The possibility of life (Fourth Sunday of Advent)

The possibility of life (Fourth Sunday of Advent)

The possibility of life (Fourth Sunday of Advent)

Introduction
It’s the Fourth Sunday of Advent, and it might just feel like everything is about ready for Christmas, but in fact the story is just beginning and one of the central characters moves to centre stage: Mary, mother of Jesus.

And so, the stage is set, ready for the perfect story of Christmas to begin. Except it’s not perfect at all.

Reading – Luke 1.26-38
In the sixth month the angel Gabriel was sent by God to a town in Galilee called Nazareth, to a virgin engaged to a man whose name was Joseph, of the house of David. The virgin’s name was Mary. And he came to her and said, ‘Greetings, favoured one! The Lord is with you.’ But she was much perplexed by his words and pondered what sort of greeting this might be. The angel said to her, ‘Do not be afraid, Mary, for you have found favour with God. And now, you will conceive in your womb and bear a son, and you will name him Jesus. He will be great, and will be called the Son of the Most High, and the Lord God will give to him the throne of his ancestor David. He will reign over the house of Jacob for ever, and of his kingdom there will be no end.’ Mary said to the angel, ‘How can this be, since I am a virgin?’ The angel said to her, ‘The Holy Spirit will come upon you, and the power of the Most High will overshadow you; therefore the child to be born will be holy; he will be called Son of God. And now, your relative Elizabeth in her old age has also conceived a son; and this is the sixth month for her who was said to be barren. For nothing will be impossible with God.’ Then Mary said, ‘Here am I, the servant of the Lord; let it be with me according to your word.’ Then the angel departed from her.

Reflection by The Revd Canon Dr Sandra Millar
As you put all your decorations around the house and on the tree, do you find room for that one that you’ve kept for years, or that one the children made, all wonky and torn, yet so very precious? In my family, it’s a small musical plastic crib , well over 60 years old. The shepherds and wise men go round and round the little family in the stable. But the sheep have fallen off and a wise man keeps keeling over. We still display it, because although it’s broken, it’s full of memories.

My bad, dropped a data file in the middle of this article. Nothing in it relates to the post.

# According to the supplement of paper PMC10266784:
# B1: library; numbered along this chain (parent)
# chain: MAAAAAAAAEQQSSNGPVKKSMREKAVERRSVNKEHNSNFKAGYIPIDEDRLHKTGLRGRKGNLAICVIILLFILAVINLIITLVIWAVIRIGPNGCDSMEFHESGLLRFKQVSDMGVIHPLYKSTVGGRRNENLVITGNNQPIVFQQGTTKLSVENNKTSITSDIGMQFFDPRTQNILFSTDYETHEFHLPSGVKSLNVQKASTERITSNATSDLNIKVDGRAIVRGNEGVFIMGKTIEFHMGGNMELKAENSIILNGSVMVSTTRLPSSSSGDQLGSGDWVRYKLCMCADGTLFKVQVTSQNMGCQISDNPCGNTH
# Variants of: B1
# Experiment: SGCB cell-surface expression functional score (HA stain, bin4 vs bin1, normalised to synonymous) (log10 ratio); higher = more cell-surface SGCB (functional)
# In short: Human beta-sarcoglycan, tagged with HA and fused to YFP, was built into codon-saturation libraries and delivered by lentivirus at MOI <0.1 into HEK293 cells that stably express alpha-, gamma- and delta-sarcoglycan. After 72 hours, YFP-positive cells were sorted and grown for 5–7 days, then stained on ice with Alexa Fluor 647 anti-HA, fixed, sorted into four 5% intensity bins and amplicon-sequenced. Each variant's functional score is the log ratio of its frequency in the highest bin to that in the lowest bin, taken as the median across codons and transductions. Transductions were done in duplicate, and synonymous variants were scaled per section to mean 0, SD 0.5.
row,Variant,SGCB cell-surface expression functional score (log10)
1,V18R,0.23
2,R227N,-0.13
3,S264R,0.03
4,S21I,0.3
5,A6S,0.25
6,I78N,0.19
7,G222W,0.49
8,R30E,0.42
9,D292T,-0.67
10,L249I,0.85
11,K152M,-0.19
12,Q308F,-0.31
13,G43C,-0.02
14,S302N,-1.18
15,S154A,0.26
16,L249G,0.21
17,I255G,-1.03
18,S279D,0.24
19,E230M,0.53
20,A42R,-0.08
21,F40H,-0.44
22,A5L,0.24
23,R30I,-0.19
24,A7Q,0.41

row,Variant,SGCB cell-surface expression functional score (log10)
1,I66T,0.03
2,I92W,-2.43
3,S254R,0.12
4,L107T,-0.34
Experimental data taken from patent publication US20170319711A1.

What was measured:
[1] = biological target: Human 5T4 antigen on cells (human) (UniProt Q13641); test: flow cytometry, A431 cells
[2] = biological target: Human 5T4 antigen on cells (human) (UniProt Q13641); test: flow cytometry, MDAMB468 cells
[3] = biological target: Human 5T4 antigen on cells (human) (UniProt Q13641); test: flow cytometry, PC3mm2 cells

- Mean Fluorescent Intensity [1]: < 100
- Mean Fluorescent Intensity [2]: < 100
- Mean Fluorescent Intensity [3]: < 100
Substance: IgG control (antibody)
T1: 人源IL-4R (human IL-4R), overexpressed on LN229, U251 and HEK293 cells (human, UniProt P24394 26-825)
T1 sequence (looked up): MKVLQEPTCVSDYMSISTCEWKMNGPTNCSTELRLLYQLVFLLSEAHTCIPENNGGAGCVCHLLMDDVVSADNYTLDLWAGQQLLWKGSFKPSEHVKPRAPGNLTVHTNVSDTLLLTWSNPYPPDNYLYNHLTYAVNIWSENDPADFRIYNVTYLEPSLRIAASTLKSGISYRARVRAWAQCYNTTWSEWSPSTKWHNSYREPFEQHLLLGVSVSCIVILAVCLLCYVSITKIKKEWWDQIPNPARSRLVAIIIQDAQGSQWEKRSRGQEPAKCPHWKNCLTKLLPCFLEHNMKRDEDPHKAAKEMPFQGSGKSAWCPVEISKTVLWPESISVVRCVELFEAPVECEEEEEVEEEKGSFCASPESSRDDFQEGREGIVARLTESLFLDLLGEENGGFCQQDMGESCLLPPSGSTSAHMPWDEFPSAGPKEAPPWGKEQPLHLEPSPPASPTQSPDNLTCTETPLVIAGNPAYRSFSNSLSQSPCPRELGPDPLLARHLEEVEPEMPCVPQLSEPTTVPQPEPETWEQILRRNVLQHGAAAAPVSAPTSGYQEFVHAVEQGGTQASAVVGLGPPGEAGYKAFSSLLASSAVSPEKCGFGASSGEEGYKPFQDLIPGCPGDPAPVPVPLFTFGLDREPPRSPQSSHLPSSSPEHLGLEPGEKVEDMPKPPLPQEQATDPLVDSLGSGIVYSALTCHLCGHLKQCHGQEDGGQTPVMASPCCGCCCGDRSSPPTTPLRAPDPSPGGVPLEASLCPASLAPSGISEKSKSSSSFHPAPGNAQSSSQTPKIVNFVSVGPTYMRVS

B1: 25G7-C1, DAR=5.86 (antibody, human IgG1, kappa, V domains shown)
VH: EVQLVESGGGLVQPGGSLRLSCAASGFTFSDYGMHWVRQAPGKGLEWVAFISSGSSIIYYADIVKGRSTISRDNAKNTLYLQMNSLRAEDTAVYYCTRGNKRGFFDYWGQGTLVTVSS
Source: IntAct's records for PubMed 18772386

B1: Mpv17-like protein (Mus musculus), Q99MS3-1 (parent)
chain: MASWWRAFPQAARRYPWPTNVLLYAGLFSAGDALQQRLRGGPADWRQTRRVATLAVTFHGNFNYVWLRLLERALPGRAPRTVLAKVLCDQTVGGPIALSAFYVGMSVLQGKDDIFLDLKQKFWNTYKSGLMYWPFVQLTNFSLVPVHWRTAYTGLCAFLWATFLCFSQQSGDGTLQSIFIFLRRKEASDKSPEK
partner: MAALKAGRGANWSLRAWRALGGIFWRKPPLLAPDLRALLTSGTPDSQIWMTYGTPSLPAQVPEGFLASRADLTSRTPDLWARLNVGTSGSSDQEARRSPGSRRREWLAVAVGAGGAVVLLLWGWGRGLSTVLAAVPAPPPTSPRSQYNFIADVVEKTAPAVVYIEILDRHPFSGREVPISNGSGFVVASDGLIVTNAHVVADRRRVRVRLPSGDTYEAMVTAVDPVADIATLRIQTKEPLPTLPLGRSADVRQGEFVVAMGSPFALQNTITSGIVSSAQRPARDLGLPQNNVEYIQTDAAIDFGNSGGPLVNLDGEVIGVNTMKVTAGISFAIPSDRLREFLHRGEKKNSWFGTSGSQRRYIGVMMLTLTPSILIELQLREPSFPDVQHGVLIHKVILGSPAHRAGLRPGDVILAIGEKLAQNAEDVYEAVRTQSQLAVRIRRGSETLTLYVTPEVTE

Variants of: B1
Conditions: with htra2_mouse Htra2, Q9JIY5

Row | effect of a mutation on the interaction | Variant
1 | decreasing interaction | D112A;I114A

As Christmas draws close, it might feel more than a bit broken. It might feel broken because you can’t travel to be with people, because you have no work and can’t provide generously; because your relationships have fractured under the strain of the last few months, or because those we love are just not with us any more.

The expectations that we pile on ourselves can make us feel that these next few days have to take us to an unrealistic perfection, so that it’s hard to admit that we might feel sad.

The story of Mary is not a perfect story. It is the story of a young unmarried woman, living in a small village, who will be criticised, will journey far from home and give birth in a stable. Her cousin, Elizabeth, has not had a perfect life either, for there has been the terrible pain of longing for years for a child that never came. It is to these two women that God speaks the promise of a future, of healing and of light in the darkness.

As we light the fourth candle of Advent today, we acknowledge that in the joy of Christmas preparation, there will also be brokenness, and that it is to the broken that God will speak the promise of new life. The words of the angels to Mary are just the beginning of the story, and the beginning of hope.

Sandra Millar is Head of Welcome and Life Events for The Church of England.

Give
Is there someone who might be feeling that Christmas is a bit broken, whom you can get in touch with, listen to and do one small kindness to show that God’s light is coming into the world? What’s stopping you doing that today?

Pray
Loving God,
As you spoke words of promise to Mary and Elizabeth,
Speak words of hope to us today.
Where we’re afraid may we find courage,
Where we are anxious may we find peace,
And where we are sad, may we find comfort.
Help us to be ready to see the light of Jesus
Coming into the world.
Amen.

Watch weekly online services from the Church of England
Explore the reading and reflection featured here by watching our “Blue Christmas” service for the Fourth Sunday of Advent, broadcast on 20 December.

Introduced by Rev Kate Bottley, this service for the Fourth Sunday of Advent is in partnership with Marie Curie.

This online service pays tribute to those suffering from illness, bereavement and mental health setbacks.

You can read our next reflection for the last week of Advent, from Rowan Williams, Chair of Christian Aid, on 22 and 23 December. Our daily Nine Lessons and Carols for Christmas reflections featuring full audio and music begin on 25 December.